However, this line of thought is extremely dangerous. It is only one step away from declaring that HerzI's fatal prophecy came true in the tragedy of the Hungarian Jews, and that Hungarian and German fascists were merely its executors. But HerzI did not and could not foresee the coming tragedy, a tragedy that did not distinguish between assimilated and nonassimilated Jews.
In fact, HerzI was not hinting at this later fate, as suggested by the quotation mentioned; he only assumed that the antisernitism of his age would not halt, in the long term, at the borders of the Hungarian kingdom. Six years earlier, during preparations for the Basel Congress, he surveyed in one of his articles the prevailing situation of European Jewry. The results of this survey were quite upsetting. He seemed to see only two oases in antisernitic Europe, Britain and Hungary. The English example was explained away by the insignificant number of Jews, not by English democracy. In the case of Hungary, he predicted that Hungarian ruling circles would soon halt Jewish immigration, revealing inconsistencies in their liberalism. His assumption was correct to the extent that debates about this took place in Hungary in fact precisely these debates inspired his pronouncement but his concrete prediction proved to be mistaken, for immigration was not restricted.
In fact, there are more complex questions at stake than simply the judgment of HerzI's prediction. In a work treating the Holocaust, one can surely mention the connections between Jewish assimilation and Hungarian modernization. Yet the prevailing notions about this seem rather one-sided, namely, that the Jewish bourgeoisie became distorted in some way and adjusted itself to the values of the ruling class.4 But there was actually a much more comprehensive "bargain." The policy of the liberal nobility regarding the modernization of the country as indispensable, was willing to give equal rights to the Jewish bourgeoisie, but demanded in return its national (not religious) assimilation. This requirement was also motivated by the dangers inherent in the multinational character of Hungary.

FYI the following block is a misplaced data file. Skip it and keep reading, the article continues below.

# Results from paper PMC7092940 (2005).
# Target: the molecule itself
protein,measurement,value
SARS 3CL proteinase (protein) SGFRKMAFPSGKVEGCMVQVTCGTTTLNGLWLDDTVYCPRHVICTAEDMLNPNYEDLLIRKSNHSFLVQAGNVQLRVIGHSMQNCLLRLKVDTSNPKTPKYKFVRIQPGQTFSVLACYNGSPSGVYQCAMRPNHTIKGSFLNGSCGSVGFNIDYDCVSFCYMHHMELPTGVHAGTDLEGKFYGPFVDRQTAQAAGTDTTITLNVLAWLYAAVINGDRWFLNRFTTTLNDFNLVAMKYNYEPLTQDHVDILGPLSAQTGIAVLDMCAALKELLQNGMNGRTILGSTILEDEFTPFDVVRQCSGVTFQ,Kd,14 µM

In the spirit of this unspoken bargain, the Jewish bourgeoisie accepted national ideals and occasionally even overidentified itself with aristocratic traditions. But the majority continued to adhere to bourgeois values and, in addition, played a leading role in bourgeois radical and bourgeois democratic movements.5 In other words, assimilation, which was almost total by the turn of the century, cannot be judged in retrospect. It can only be taken as the function of historic preliminaries and the economic and social conditions of the period.
It is an extremely difficult question, largely unilluminated, how far the liberalism of the ruling circles affected the whole of Hungarian society, but this question only became determinative in the period between the two world wars. The description of that period is the proper beginning of Braham's book. Braham directs his main attention to official government policy. However justified this emphasis is, its consequence is the somewhat sketchy treatment of the social background, for the large-scale spread of nationalism and antisernitism closely linked to it provided not only the preliminaries but the prerequisites for the 1944 tragedy. The excellent description of this tragedy in the subsequent chapters would have justified a broader approach.6
Braham, who is familiar with Hungarian history, is aware that the genuine beginning of his subject can be located at the end of the 1930s. He utilizes all available means to illustrate this fact appropriately. For example, in the chronological survey at the end of the volume, he lists by year the most important events after 1938, and in the text itself he forsakes the comprehensive style of depiction he has used until then for more detailed description; the title of the relevant chapter explicitly indicates the line he is pursuing: The Beginning of the End.